HIV infection leads to the progressive loss of CD4+ T cells and their functions. More specifically, HIV-specific CD4+ T cells are thought to be preferentially depleted early after infection. 1 Actually, although HIV-specific CD4+ T-cell responses may be detected during primary infection (PI), HIV-specific proliferative responses have been reported to be lacking during chronic infection (CI), except in rare cases of long-term nonprogression. 2,3 However, studies evaluating HIV-specific interferon-γ synthesis have clearly demonstrated the presence of HIV-specific CD4+ T cells at this chronic stage of infection. 4,5 In addition, some recent studies have suggested that even HIV-specific CD4+ T-cell proliferative responses may be present at that time. 6,7
Highly active antiretroviral therapy (HAART) affects HIV-specific CD4+ T-cell responses. These responses also appear to depend on the stage at which therapy is initiated. Although most studies including subjects treated early (at the time of PI) reported a significant development of HIV-specific CD4+ T-cell responses, 8–10 the restoration of such responses was generally not observed at later stages. 2,11,12 Once again, studies are controversial because some recent data have demonstrated a partial restoration of HIV-specific CD4+ T-cell responses. 6,7,13
HAART has greatly improved the prognosis of HIV infection. However, drug toxicities and poor adherence limit its use over long periods. These limitations have lead to recent guidelines suggesting that initiation of therapy could be deferred. However, the preservation (or development) of HIV-specific immune responses, which are thought to be critical in the control of virus replication, 8,14–16 remains one of the strongest arguments for early initiation of treatment during PI.
The controversial data on the existence of HIV-specific CD4+ T-cell responses during CI and on their restoration during therapy prompted us to design a study to clarify these points. We focused more specifically on the immunologic and/or virologic parameters that could be associated with such responses in patients receiving HAART. Our findings indicate that both pre-HAART CD4 cell count and duration of virus suppression are independently associated with the existence of a CD4 cell proliferative response. The definition of such parameters could help optimize therapeutic guidelines.
This study was approved by Comité Consultatif de Protection des Personnes dans la Recherche Biomédicale de l’Hôpital Cochin (Paris, France), and all patients gave written consent. Peripheral blood samples were obtained from 74 subjects with HIV infection who were selected for having sustained virologic control after initiation of HAART. We included 34 individuals from the French Multicenter PRIMO Cohort (ANRS EP08) who received HAART during the acute infection phase and had sustained virologic control (plasma HIV RNA level, <200 copies/mL) at the time of analysis and during at least the 6 preceding months. We also included 40 consecutive patients with CI who agreed to participate and attended 1 of the referral clinical centers with sustained virus suppression at the time of analysis and during at least the 6 preceding months.
HIV-Specific T-Helper Cell Assays
Only freshly isolated peripheral blood mononuclear cells were used for the lymphocyte proliferation assay. After isolation by centrifugation over Ficoll-Paque (Pharmacia), 105 cells/well were added in round-bottomed microtiter plates in 200 μL of RPMI 1640 GlutaMAX-I medium supplemented with 10% heat-inactivated human AB serum (Valbiotech). In some experiments, purified CD4+ cells positively selected with magnetic beads (Miltenyi Biotec) were used. The cells were then treated in quadruplicate with 5 μg/mL baculovirus-derived recombinant p24 antigen (Protein Science). Positive controls consisted of cells with 5 μg/mL phytohemagglutinin, and negative controls consisted of incubating cells alone. On day 5, each well was pulsed with 1 μCi [ 3H]-thymidine (Amersham). Sixteen hours later, cells were harvested onto glass fiber filters, and radioactivity was quantitated with a β-scintillation counter (1450 Microbeta Plus, Wallac, Perkin Elmer). Data were reported as the stimulation index (SI; median [ 3 H]-thymidine incorporation of cells stimulated with antigen/median incorporation of unstimulated cells). A positive response was defined as both an SI of >3 and a median count of >3000 cpm in the stimulated wells. In some experiments, the nature of the proliferating cells was determined by flow cytometry using carboxyfluorescein diacetate succinimidyl ester (Molecular Probes) according to the manufacturer’s instructions. Briefly, peripheral blood mononuclear cells were stained with 0.35 μM carboxyfluorescein diacetate succinimidyl ester for 10 minutes at 37°C. After 2 washes, cells were suspended in RPMI 1640 GlutaMAX-I medium supplemented with 10% heat-inactivated bovine serum albumin (PAN Biotech) and stimulated for 5 days with 5 μg/mL HIV p24 antigen. After labeling with anti-CD4 PE (Immunotech), anti-CD8 ECD, and anti-CD3 PC5 antibodies (Coulter), peripheral blood mononuclear cells were washed and stored until flow cytometry with an Epics XL instrument and analyzed by Expo32 software (Beckman Coulter).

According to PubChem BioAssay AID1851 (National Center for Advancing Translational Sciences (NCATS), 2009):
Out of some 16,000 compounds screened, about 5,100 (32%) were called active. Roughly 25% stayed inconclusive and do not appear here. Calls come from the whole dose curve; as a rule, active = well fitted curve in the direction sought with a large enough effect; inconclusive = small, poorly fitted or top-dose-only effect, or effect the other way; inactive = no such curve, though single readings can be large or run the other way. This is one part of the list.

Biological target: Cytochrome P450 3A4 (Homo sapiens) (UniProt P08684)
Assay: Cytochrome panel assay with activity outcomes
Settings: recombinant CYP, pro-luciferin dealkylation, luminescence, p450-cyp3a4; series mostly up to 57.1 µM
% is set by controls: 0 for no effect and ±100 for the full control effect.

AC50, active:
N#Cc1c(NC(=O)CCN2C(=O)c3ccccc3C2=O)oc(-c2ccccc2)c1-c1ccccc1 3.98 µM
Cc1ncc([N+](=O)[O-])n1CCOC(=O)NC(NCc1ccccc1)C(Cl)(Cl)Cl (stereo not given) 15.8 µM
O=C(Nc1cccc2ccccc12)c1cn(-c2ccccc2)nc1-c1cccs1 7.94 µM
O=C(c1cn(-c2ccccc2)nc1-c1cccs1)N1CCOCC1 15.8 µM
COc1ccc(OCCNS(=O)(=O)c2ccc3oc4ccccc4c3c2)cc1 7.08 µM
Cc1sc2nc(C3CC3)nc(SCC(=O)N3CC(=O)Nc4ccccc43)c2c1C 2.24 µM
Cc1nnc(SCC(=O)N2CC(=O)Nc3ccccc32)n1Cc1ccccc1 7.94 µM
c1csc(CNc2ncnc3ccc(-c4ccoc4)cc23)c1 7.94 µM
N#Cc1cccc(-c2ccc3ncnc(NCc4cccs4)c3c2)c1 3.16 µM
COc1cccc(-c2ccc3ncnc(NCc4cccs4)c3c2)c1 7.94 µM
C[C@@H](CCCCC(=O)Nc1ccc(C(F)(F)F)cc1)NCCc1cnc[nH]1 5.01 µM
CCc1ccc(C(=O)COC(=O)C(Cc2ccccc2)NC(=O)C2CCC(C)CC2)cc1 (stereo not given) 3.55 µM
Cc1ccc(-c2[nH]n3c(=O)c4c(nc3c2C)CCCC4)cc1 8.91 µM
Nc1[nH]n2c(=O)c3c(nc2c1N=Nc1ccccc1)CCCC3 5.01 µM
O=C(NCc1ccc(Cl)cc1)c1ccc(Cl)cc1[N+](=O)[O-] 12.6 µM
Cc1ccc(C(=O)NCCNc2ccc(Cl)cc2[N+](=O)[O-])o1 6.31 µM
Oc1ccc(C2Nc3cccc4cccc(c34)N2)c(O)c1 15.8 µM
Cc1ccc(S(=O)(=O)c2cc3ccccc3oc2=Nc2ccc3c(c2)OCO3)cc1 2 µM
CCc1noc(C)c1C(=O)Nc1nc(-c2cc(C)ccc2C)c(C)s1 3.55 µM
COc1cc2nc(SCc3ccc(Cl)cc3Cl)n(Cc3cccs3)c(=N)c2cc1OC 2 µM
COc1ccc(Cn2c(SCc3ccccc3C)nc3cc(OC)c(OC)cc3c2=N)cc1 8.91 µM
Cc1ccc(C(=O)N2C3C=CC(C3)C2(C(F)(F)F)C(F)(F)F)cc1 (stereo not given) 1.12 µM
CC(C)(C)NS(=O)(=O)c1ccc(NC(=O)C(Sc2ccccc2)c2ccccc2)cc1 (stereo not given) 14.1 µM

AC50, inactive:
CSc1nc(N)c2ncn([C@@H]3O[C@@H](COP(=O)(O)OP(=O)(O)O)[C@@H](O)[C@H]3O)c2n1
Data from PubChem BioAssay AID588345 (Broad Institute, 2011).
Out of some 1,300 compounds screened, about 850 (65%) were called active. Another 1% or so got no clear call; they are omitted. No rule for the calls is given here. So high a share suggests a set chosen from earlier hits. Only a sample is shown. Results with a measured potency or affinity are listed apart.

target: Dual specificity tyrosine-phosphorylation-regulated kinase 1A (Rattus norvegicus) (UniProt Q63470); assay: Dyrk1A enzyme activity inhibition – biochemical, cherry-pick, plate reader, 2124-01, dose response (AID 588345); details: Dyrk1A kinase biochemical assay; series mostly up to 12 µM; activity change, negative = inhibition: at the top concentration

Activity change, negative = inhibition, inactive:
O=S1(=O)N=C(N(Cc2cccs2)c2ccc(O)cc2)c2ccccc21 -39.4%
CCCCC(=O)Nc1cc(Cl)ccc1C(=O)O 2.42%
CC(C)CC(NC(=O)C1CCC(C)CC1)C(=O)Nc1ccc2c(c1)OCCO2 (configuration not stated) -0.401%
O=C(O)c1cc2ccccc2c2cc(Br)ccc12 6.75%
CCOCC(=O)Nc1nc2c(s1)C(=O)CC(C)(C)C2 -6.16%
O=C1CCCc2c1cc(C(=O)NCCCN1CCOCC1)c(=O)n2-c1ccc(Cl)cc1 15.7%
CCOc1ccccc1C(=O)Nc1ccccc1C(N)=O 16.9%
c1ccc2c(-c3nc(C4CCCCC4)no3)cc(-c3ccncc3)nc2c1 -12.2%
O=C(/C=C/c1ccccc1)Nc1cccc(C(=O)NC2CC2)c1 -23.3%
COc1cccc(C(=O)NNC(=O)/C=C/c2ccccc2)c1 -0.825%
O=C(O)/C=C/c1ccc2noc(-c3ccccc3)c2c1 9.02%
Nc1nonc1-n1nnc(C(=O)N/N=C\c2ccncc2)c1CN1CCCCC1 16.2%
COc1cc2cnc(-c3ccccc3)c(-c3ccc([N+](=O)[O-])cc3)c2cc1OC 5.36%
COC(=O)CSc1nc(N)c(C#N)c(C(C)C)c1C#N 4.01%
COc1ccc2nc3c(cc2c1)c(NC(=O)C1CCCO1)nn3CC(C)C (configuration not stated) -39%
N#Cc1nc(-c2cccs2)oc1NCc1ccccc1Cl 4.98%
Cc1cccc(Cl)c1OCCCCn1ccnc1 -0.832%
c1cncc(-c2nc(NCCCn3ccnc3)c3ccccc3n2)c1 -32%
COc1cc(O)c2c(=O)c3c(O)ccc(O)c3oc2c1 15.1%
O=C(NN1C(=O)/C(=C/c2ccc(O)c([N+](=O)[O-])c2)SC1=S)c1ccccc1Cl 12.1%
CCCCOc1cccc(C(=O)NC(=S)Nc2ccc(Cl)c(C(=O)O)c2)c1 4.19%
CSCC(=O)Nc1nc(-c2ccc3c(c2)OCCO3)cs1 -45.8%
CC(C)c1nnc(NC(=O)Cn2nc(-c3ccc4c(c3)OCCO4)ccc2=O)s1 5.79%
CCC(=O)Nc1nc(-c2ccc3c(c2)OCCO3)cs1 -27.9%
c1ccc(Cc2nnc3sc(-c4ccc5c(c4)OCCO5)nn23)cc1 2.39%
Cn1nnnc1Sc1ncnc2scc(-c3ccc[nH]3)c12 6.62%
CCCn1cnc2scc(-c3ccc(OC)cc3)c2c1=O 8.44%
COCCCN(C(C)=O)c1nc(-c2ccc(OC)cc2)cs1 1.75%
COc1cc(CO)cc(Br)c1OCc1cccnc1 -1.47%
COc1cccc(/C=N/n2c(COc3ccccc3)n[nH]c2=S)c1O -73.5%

Data analyses were performed with the StatView 4.5 software (Abacus Concepts, Berkeley, CA). Comparisons between variables were performed using variance analysis or the Mann–Whitney U test. Correlations were identified using simple linear regression analysis and the Spearman rank test. P ≤0.05 was considered significant. Multivariate analysis was performed with SAS software (SAS Institute, Cary, NC) using logistic regression models.
The study first compared HIV p24–specific CD4+ T-cell responses in subjects with primary HIV infection with those in subjects treated during CI. Pre-HAART plasma HIV RNA levels were similar in both groups of subjects (5.1 and 4.9 log10 copies/mL for PI and CI subjects, respectively; P = 0.10). In contrast, and as expected, subjects with PI had a higher median pre-HAART CD4+ T-cell count (588/μL) than subjects with CI (189/μL; P < 0.0001). All subjects had been receiving HAART with controlled viral replication at the time of analysis and during at least the 6 preceding months. The median duration of virus control (ie, HIV RNA load, <200 copies/mL) was comparable in both groups (25 and 28 months for PI and CI subjects, respectively; P = 0.11), but the median CD4+ T-cell count at the time of analysis was different (871 vs. 489/μL for PI vs. CI subjects, respectively; P < 0.0001).